I have a terrible scanner. It only scans paper sheets that are perfectly smooth, with no wrinkles at all. If it has just one minuscule deviation from being absolutely and completely glued to the glass surface, it’ll be out of focus. It also leaves horrible artifacts in the resulting scan.
My problem is I transitioned from digital to traditional art, in a way. I fell in love with it since the minute I tried it, ten years ago. I want and need to scan my traditional art pieces in order to show them and/or monetize them. But I’m cursed with this scanner and I can’t buy a new, high quality one.
That’s why I tried many times to come up with some kind of solution that would enable me to turn the pieces I scanned into something decent. Even maybe take and upsize a photo of an artwork, although we all know how hard that can be.
For some time, I came up with the idea of subtly texturize the image to hide all those imperfections, and it worked, but I couldn’t upscale much. You know how that goes. Until very recently, upscaling was a no-no. But all in all, I’ve been able to save and use some of my bigger art pieces and upload them to some stock sites I sell at, and they got approved. But I had to work pretty intensively on them to prepare them.
Original - crop at 100%
Upscaled and texturized
I’ve taken some time off from those sites, and now that I came back, I find myself in the same place. Still no good scanner, and I’m still not able to use some smaller images of pieces that I don’t have anymore. But from then to now, something promising came into existence: Photoshop’s Neural Filters.
So now I’ll try and see if one of those can help me.
This neural filter reads “Zoom in and crop an image, then let Photoshop add detail to compensate the loss of resolution”.
Original 558 x 905 px
I chose a simple painting first to test it. As you can see, my original image is incredibly small. The texture you see is from the original painting. No digital texturing yet. Then I go to Filter--> Neural Filters… and select the Super Zoom filter.
I clicked on the magnifying (+) icon below the preview image until it reached (6x). I also checked the “Remove JPEG artifacts” option. I chose to output it to a new document and I ended up with an image upsized 6 times, with 3348 x 5430 pixel dimensions.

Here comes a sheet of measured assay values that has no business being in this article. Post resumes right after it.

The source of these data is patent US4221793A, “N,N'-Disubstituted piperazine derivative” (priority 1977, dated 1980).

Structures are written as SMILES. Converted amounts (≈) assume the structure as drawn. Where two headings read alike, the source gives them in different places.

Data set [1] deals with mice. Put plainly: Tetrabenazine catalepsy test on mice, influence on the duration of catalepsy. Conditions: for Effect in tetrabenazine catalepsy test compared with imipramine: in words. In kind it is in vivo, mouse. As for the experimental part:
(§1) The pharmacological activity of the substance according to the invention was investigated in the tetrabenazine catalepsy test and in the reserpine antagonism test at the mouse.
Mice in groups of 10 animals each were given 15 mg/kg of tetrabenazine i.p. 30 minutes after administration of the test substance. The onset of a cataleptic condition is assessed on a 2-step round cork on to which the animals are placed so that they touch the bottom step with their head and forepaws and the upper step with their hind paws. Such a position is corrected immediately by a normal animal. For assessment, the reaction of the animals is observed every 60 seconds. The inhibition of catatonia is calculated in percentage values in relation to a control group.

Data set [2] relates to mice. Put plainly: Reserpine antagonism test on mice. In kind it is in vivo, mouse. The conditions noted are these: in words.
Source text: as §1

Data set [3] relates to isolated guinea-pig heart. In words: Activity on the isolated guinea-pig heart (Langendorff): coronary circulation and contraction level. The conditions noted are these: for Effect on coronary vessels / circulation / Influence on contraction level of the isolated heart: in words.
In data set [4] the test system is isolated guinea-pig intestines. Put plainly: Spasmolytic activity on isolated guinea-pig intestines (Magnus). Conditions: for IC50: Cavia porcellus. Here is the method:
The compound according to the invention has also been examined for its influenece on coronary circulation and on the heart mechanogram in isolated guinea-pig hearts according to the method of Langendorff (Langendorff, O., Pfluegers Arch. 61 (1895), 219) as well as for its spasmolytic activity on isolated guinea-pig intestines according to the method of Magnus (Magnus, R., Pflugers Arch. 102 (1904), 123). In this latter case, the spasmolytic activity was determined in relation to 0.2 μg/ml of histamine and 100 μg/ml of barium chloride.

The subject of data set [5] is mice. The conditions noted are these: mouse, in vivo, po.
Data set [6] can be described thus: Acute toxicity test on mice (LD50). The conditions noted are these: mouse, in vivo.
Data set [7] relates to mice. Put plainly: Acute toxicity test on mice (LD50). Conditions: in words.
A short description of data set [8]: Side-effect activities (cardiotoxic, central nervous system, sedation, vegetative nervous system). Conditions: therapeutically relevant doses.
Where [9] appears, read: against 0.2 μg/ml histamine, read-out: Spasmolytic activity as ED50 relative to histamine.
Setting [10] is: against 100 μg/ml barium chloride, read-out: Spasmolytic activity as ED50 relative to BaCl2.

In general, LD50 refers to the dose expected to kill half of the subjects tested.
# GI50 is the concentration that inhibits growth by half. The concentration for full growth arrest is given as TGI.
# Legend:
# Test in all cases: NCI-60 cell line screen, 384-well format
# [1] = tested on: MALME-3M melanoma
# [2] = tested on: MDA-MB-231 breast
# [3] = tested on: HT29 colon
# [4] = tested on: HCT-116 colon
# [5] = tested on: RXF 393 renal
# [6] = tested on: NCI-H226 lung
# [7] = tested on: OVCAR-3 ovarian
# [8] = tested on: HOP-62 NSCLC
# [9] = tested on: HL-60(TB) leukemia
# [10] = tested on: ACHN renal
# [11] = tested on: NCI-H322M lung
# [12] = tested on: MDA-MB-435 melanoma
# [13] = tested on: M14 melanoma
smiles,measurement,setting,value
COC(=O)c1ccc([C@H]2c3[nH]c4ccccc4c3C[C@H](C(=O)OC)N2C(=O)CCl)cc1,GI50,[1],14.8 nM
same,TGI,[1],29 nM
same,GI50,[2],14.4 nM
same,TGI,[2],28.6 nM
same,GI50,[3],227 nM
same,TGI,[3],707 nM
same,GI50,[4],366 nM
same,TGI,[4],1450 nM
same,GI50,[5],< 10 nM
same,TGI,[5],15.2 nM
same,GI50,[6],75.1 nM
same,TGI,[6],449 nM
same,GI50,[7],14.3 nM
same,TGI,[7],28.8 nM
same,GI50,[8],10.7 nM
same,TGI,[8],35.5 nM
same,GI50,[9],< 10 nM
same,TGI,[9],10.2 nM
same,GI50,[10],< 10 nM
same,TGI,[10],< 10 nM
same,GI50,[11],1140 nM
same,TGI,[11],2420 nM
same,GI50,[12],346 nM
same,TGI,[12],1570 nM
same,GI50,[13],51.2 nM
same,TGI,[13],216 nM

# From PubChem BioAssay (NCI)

I have to say, I’m not blown away by the results. But I think it did a decent job, taking into account the amount of upscaling it did and the very bad image I had to start with. It retained some of the texture, although not all, and it exaggerated some of the border fringing a lot.
Now I apply my old texturizing technique, and it looks ok enough that I know I can use this to upscale images that I couldn’t before, since they were so small. Now I have to clean those fringes a bit.
Am I happy? Hmm… not completely. Dealing with that fringing isn’t as easy.
Let’s see if it does a better job with another image.
I chose this one. It’s 549 x 980 pixels.
Now I applied the same 6x enlargement, this time with “remove jpeg artifacts” not checked.
Here’s a crop at 100% of the result:
That fringing is really bad. So what if I defringe it before I upscale it? I used the Camera Raw filter to do that. Afterwards, I re-applied the SuperZoom 6x and now…
It looks so much better! At least, I lost the fringing!
But it’s not all roses. There were some parts that retained very good detail, but some spots got super blurry. But I have to say, where the original had some problems, that where this filter couldn’t come up visual information it didn’t have to start with.
It’s not ideal, but if I now apply my texturizing method, it gets better. And now I can use some of the images of originals I no longer have.
Barbara Din is a visual artist, graphic designer, painter, interior designer, crafter, musician and writer living in Argentina.